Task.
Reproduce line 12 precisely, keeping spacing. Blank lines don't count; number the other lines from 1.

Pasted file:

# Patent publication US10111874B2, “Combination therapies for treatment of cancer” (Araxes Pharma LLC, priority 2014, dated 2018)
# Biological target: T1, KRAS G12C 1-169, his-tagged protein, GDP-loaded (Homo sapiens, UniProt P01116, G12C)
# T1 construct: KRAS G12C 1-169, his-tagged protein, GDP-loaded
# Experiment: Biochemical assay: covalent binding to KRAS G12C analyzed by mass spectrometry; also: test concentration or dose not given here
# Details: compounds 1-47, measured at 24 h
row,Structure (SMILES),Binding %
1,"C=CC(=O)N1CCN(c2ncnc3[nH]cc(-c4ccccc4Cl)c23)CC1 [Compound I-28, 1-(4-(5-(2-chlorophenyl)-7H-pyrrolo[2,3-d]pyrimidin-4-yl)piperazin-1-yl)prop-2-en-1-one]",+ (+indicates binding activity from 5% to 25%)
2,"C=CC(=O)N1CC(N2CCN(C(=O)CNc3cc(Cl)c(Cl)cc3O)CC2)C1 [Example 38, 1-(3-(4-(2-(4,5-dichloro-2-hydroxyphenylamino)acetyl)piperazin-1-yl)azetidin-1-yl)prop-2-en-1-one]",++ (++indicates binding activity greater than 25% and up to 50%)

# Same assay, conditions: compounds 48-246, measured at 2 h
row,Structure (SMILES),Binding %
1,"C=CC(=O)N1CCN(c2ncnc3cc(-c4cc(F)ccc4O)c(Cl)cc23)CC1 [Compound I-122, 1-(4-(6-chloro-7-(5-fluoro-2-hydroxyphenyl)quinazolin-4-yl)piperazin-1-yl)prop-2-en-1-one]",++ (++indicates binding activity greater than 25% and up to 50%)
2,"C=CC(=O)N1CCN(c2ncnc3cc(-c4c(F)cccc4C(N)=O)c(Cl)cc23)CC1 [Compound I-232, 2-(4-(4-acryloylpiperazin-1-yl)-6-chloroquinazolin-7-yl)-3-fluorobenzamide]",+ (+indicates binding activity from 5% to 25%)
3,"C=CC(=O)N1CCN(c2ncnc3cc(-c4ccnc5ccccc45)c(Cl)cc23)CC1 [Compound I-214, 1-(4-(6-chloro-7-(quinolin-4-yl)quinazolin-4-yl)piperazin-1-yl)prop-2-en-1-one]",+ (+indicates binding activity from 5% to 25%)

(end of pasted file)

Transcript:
2,"C=CC(=O)N1CCN(c2ncnc3cc(-c4c(F)cccc4C(N)=O)c(Cl)cc23)CC1 [Compound I-232, 2-(4-(4-acryloylpiperazin-1-yl)-6-chloroquinazolin-7-yl)-3-fluorobenzamide]",+ (+indicates binding activity from 5% to 25%)